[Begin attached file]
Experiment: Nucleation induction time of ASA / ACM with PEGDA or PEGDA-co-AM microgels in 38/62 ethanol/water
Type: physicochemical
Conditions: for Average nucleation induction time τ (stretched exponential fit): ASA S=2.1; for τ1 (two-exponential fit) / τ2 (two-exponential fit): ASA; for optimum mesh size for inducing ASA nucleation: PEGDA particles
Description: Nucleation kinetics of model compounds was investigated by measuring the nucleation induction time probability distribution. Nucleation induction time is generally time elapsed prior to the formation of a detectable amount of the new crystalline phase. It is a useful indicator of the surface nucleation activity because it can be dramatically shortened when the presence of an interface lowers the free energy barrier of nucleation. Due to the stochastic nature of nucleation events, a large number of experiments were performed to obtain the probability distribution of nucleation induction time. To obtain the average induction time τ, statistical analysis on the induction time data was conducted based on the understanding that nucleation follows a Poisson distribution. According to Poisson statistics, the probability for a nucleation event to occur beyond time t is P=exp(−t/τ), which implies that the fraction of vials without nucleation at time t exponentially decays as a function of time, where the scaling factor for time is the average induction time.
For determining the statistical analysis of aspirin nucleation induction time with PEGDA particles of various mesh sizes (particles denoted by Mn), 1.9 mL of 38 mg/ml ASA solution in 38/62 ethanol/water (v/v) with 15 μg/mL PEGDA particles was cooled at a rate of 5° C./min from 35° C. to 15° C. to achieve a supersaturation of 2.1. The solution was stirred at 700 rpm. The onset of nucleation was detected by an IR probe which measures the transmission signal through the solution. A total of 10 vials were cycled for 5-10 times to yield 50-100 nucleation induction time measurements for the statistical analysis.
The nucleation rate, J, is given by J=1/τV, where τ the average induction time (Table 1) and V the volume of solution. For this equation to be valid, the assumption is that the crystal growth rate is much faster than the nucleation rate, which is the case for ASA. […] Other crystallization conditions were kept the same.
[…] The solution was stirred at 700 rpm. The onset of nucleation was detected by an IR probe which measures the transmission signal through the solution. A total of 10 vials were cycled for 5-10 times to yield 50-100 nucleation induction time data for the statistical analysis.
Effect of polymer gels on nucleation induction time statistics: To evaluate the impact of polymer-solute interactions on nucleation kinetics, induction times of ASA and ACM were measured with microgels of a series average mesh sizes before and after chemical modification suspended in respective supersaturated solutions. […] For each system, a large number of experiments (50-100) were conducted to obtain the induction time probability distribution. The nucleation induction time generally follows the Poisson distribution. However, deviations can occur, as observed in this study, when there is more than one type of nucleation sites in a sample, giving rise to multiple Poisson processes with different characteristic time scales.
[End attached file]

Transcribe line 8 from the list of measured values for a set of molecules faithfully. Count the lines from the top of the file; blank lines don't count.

Effect of polymer gels on nucleation induction time statistics: To evaluate the impact of polymer-solute interactions on nucleation kinetics, induction times of ASA and ACM were measured with microgels of a series average mesh sizes before and after chemical modification suspended in respective supersaturated solutions. […] For each system, a large number of experiments (50-100) were conducted to obtain the induction time probability distribution. The nucleation induction time generally follows the Poisson distribution. However, deviations can occur, as observed in this study, when there is more than one type of nucleation sites in a sample, giving rise to multiple Poisson processes with different characteristic time scales.